Czech Republic

Martin Zet

Tears and Dust - Artist Statement

At a time when he is unhappy at his life
being absorbed by rationality,
ready to give up received knowledge
and enter into a phase of careful forgetting,
to refuse the taking on new information
but instead to attempt new connections,
he has come first to the edge,
and finally to the bottom, of a crater.
The auspicious sensuality, unguarded and imminent,
its intense seductions from afar,
and their scale, tried to blind him: It is enthralling, thrilling, beautiful,
be it good or evil, helpful or harmful.
It is attractive from a distance, but from close up, blistering.
The body rejects his upwind gaze,
the seat of intellect closes his eyes.
Without question, this forbids recognition, understanding,
and heartfelt emotion.
It is perceived only indirectly.
What the eyelids shut out, the fingers take in.
To prevent coming up with thoughts of intervening;
to cover, to obstruct, to obviate.
His eyes fill with dust, forced shut with tears.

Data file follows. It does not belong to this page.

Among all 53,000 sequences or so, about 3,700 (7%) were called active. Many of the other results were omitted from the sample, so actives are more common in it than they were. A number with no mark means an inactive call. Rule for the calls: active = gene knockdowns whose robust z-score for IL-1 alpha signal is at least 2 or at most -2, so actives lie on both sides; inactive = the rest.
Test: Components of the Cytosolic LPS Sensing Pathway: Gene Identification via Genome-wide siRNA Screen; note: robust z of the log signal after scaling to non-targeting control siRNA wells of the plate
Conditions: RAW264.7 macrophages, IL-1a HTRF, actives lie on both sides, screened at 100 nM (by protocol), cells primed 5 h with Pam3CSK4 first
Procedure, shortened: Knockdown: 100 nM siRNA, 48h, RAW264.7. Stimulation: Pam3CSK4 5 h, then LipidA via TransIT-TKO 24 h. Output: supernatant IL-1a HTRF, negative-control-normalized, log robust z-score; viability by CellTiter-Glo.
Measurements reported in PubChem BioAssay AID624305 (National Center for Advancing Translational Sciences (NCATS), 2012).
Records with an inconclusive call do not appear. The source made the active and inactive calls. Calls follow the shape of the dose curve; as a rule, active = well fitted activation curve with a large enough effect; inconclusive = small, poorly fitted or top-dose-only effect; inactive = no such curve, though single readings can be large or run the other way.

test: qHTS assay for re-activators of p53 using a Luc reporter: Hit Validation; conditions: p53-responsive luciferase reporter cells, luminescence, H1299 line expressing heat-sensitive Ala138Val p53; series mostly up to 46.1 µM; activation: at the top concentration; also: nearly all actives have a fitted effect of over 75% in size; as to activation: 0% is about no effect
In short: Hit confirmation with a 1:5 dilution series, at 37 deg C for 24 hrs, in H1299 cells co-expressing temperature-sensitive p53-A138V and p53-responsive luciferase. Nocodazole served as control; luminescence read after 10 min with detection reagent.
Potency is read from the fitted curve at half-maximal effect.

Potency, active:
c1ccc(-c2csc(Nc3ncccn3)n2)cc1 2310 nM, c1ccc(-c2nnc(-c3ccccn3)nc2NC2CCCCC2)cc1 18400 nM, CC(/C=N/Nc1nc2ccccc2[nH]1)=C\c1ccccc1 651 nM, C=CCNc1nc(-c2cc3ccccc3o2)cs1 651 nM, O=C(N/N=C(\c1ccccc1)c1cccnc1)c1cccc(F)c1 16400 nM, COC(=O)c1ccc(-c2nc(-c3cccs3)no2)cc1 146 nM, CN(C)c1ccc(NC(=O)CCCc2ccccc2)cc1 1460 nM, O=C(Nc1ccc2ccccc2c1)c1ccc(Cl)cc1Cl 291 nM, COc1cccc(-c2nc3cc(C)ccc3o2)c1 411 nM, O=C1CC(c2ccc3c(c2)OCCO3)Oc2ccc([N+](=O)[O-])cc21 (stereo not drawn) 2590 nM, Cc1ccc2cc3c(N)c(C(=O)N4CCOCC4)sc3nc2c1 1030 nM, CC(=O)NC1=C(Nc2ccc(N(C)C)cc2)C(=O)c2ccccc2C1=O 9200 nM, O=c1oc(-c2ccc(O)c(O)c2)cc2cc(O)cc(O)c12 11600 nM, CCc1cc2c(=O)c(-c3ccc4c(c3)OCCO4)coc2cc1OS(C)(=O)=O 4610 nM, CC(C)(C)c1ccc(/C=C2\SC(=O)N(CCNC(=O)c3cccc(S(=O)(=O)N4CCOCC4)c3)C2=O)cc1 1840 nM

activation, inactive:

Martin Zet, October 2015

Martin Zet (b. 1959) is a visual and performance artist. He lives in Libušín near Kladno and works at The Faculty of Visual Art at the Technical University in Brno as head of the Video Departement. In his work, Zet enlists the aid of replicas of specific visible features to reference their meaning. He makes use of the possibilities of the mutual interchange between the nearby and faraway, the known and unknown, the spoken and unspoken, and the concrete and abstract. For example the project, Sea Drawings/Kresby mořem takes the form of a series of sketches which appear to be natural images (physei eikones), in other words, images not created by human hands (acheiropoieta). Zet’s performance Czech Collection of the 20th Century/Česká sbírka 20. století seems to have a political subtext (in that it took place during the Czech presidential elections of 1998). A group of people costumed as Czech lions held a demonstration in which they carryed picket signs with images of Czech rulers and presidents from the last century. From these portraits a universal version of the Czech head of state emerged: a computer montage combining the features of all represented rulers and presidents. This work reflects mainly on the durability and continuity of certain stereotypes in the practice of memory (whose constant foe is forgetting). Here memory is represented by the metaphors of montage and defocusing, in which exact features are lost, and facts are replaced with fantasy or hallucination.

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